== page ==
Algal bloom discolours Lyttelton Harbour
An apparent oil spill in Lyttelton Harbour is an outbreak of algal bloom.
Environment Canterbury said it had received several calls from people concerned about a large oil spill.
However, ECan's Jim Dilley said it had been investigated, and samples taken showed the discolouration was from an algal bloom.
"The algal bloom looks just like an oil spill when viewed from a distance, but once you get closer you can see that the coloured particles are under the surface of the water rather on the top where oil would float," he said.
ECan senior water-quality scientist Lesley Bolton-Ritchie said the algal bloom was caused by the organism Mesodinium rubrum.
"The discolouration of the water, which looks like oil, is because of the large amount of bloom that can change the seawater colour to brick red, brown or rusty red, which it is known for."
She said the outbreak could be caused by a combination of sunny days and the water warming up, mixed with recent rainfall causing nutrients, such as nitrogen, from rivers and streams to run into the harbour.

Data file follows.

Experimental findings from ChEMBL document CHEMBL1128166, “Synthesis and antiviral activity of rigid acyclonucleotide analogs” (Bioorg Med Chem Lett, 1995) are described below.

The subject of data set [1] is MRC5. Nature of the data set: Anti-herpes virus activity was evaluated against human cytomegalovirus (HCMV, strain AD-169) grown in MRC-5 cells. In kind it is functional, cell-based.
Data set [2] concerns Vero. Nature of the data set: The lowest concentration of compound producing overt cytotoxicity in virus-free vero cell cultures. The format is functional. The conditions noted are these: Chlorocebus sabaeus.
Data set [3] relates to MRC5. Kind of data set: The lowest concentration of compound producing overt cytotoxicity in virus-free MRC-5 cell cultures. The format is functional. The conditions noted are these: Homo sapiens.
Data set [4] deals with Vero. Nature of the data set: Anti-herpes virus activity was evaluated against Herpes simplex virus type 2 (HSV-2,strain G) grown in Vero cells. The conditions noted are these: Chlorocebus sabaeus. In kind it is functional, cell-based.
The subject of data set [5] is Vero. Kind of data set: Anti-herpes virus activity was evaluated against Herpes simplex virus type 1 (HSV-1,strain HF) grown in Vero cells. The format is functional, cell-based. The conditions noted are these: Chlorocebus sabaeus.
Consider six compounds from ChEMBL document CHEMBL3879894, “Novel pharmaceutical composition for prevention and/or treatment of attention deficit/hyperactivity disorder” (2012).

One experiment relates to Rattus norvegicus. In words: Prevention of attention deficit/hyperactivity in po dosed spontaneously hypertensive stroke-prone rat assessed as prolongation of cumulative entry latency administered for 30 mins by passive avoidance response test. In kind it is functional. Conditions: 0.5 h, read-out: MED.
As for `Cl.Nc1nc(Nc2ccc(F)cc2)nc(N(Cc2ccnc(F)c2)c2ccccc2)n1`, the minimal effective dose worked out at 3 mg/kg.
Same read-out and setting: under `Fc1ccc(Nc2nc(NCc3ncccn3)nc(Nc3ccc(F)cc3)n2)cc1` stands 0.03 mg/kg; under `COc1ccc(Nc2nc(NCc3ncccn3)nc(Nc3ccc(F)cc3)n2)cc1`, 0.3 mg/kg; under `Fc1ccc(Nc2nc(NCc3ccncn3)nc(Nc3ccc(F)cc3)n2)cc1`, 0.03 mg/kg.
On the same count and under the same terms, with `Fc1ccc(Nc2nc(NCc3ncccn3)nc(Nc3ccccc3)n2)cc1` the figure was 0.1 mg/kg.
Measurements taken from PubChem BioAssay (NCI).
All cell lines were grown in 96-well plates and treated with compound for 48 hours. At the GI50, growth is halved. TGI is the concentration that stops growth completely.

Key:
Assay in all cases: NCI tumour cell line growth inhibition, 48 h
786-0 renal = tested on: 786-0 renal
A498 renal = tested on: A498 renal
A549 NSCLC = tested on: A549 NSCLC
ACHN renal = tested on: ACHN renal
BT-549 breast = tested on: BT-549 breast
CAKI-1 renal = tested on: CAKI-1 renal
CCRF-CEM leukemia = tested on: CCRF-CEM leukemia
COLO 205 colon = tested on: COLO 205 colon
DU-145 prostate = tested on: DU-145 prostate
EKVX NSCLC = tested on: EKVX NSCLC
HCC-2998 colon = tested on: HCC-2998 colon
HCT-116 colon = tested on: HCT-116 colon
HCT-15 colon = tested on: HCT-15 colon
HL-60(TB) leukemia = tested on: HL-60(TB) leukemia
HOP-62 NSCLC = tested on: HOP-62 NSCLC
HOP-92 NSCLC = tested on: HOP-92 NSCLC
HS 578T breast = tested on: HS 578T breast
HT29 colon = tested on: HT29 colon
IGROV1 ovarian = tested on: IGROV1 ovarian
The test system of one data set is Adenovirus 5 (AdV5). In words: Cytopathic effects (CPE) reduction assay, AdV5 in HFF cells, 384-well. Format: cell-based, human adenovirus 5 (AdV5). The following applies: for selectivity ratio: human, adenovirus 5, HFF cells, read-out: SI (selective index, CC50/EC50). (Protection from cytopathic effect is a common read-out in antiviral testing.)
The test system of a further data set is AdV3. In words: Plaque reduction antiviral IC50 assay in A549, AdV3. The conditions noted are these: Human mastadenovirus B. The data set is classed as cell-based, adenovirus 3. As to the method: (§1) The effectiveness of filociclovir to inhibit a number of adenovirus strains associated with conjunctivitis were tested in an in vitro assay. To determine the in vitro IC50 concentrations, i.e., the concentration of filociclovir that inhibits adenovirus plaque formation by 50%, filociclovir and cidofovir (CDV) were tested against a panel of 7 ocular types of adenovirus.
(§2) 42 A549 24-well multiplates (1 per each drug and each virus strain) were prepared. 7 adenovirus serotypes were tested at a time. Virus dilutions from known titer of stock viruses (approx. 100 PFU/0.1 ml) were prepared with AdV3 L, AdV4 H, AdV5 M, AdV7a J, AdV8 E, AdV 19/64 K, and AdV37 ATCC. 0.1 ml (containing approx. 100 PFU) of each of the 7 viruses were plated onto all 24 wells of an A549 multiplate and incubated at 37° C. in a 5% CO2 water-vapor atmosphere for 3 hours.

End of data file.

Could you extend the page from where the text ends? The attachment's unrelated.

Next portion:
The freshwater streams always had nutrients, such as nitrogen, in them, but when heavy rain moved them around they could feed the organism that caused the algal blooms, she said.
"They are a bit like bacteria and they just keep dividing ... You can get millions."
The non-toxic bloom would naturally break up in rougher water, she said.
"You can get them anywhere any time, but it tends to be during spring and summer. They are just natural events," she said.
- © Fairfax NZ News
Which do you think is the quote of the year?Related story: Best quotes? Cats, sweat and Aaron Gilmore